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  • Christina Helms

Yoga and body image: My podcast debut

Yoga and body image

I recently had the pleasure to talk with Maureen Kritzer-Lange, MSW, LCSW on her podcast titled “My Secret Life with an Eating Disorder.” We chatted about the benefits of yoga for our mental health and specifically for those who struggle with disordered eating and negative body image. Though I’m not an expert in ED, the teachings of yoga have a lot to say about our relationships to our bodies, our minds and how these two can work together more harmoniously. If you would like to take a listen click HERE.


Sadly, the majority of people struggle to have a positive view of their appearance - in fact more than 80% of women and 70% of men are critical of their bodies, most often when looking in a mirror, trying on a bathing suit or trying on clothes. It’s for this precise reason that you won't find mirrors at either of our studios. BKS Iyengar said “yoga is a mirror to look at ourselves from within," in other words, rather than paying attention to our external form, through yoga we cultivate deeper levels of sensitivity to our internal experiences.  This is a crucial distinction and in some ways speaks to the current debate between the  body positivity movement and body neutrality.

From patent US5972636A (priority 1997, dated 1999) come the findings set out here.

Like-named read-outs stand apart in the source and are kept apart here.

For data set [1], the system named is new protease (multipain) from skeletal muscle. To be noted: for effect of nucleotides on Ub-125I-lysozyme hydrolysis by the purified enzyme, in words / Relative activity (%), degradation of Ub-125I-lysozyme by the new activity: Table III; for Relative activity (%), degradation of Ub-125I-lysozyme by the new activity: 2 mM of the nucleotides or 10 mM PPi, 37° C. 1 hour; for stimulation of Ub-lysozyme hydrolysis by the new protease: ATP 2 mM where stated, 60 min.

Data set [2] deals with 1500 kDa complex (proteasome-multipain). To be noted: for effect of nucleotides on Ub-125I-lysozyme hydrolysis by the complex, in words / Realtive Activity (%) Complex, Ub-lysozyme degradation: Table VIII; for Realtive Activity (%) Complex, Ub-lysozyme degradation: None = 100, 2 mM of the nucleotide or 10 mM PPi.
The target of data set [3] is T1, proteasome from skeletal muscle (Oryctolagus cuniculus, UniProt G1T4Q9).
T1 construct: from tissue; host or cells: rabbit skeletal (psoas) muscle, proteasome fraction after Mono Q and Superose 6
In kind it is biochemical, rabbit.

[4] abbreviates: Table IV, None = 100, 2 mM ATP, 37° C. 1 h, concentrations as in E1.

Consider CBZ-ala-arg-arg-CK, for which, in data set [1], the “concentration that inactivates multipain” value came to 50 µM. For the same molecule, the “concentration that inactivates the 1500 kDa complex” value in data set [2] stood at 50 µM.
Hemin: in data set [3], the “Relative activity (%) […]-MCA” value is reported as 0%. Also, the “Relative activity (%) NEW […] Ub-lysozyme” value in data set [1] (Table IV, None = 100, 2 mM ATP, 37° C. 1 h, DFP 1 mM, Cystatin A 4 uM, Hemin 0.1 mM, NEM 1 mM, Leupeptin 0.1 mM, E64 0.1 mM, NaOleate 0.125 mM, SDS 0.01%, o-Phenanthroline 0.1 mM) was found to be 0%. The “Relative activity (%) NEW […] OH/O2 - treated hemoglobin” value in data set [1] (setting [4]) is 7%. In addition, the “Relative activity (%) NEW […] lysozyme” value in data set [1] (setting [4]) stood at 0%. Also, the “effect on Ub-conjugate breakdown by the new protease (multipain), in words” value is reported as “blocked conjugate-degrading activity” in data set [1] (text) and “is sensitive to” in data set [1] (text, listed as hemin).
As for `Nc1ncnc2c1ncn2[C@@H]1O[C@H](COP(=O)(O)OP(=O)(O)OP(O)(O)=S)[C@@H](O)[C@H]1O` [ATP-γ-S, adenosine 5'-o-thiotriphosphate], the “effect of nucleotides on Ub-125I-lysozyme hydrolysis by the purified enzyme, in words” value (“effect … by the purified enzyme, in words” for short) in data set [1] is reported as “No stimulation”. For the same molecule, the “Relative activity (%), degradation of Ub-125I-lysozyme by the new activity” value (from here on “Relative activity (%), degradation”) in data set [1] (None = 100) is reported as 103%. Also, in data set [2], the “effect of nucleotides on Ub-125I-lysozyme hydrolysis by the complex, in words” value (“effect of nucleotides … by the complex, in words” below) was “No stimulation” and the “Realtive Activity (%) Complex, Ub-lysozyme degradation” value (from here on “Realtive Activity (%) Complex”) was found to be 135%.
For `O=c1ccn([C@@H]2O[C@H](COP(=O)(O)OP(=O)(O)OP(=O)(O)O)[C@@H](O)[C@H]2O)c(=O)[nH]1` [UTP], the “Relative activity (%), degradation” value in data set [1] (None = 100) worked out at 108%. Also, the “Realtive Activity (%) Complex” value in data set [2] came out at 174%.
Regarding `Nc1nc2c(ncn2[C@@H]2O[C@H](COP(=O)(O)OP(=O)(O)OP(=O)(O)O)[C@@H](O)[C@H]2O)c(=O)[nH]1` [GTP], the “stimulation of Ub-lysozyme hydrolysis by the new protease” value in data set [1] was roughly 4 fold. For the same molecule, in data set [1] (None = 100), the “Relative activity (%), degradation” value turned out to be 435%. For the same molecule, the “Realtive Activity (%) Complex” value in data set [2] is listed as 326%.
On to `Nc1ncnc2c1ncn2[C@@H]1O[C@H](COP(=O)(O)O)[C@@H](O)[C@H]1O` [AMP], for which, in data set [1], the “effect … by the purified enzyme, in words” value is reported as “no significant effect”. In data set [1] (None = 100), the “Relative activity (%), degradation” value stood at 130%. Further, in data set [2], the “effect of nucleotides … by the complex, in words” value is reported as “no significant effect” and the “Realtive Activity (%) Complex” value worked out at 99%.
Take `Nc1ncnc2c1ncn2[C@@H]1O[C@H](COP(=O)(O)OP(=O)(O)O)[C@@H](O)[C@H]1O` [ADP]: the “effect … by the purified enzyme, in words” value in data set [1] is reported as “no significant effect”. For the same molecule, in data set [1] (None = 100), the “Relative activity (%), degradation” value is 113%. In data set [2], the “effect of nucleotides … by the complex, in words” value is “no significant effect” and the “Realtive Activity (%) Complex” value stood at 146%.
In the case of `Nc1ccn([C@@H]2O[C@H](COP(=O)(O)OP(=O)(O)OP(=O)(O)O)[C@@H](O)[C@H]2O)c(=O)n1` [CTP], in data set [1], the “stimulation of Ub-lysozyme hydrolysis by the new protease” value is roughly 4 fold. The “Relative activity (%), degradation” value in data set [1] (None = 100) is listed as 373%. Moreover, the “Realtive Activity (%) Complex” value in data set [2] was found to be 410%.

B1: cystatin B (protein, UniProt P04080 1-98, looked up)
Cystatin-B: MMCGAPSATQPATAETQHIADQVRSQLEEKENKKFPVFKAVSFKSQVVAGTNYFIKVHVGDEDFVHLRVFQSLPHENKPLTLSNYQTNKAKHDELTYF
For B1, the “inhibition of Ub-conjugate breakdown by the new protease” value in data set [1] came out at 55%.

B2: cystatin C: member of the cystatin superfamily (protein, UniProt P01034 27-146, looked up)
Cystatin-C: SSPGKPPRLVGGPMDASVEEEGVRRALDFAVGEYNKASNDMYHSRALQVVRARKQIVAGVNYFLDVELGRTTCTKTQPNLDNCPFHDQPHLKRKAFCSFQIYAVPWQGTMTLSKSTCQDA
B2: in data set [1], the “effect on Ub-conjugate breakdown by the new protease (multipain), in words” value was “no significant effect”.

While body positivity encourages acceptance and love for one's body regardless of size, shape, color or gender, body neutrality goes even further by suggesting that our inherent value is entirely separate from our physical form. This aligns with the concept of non-attachment, a core tenet of yoga philosophy, which teaches us to detach from transient aspects of ourselves, including our physical bodies. Body neutrality is about appreciating what the body can do regardless of what it looks like.  When we consider the original intention of asana (physical posture), which was solely to prepare the body to be able to sit for long periods of time in meditation, we can see the emphasis on functionality over form.


The evolution of yoga asana (physical postures) over time has indeed seen changes, but the emphasis on the internal experience over external appearance remains constant. Viewing yoga poses as tools to align and harmonize the various layers of our being, or 
“sheaths” – physical, emotional, mental, and spiritual – highlights the holistic nature of the practice. By deepening our connection to our bodies through yoga, we shift from perceiving them as mere objects to experiencing them subjectively, focusing on how they feel rather than how they look.


This approach can be transformative for individuals struggling with body image issues, as it encourages a shift in perspective from external validation to internal awareness and acceptance. By cultivating a deeper understanding of our bodies and their capabilities through yoga, we can develop a more compassionate and nurturing relationship with ourselves, fostering greater mental and emotional well-being.




1 Comment


Guest
Mar 05

I’m intrigued by body neutrality as a concept. Thanks for offering this. As a mom of three girls and someone who has struggled with body image fad long as I can remember, this hits well xx

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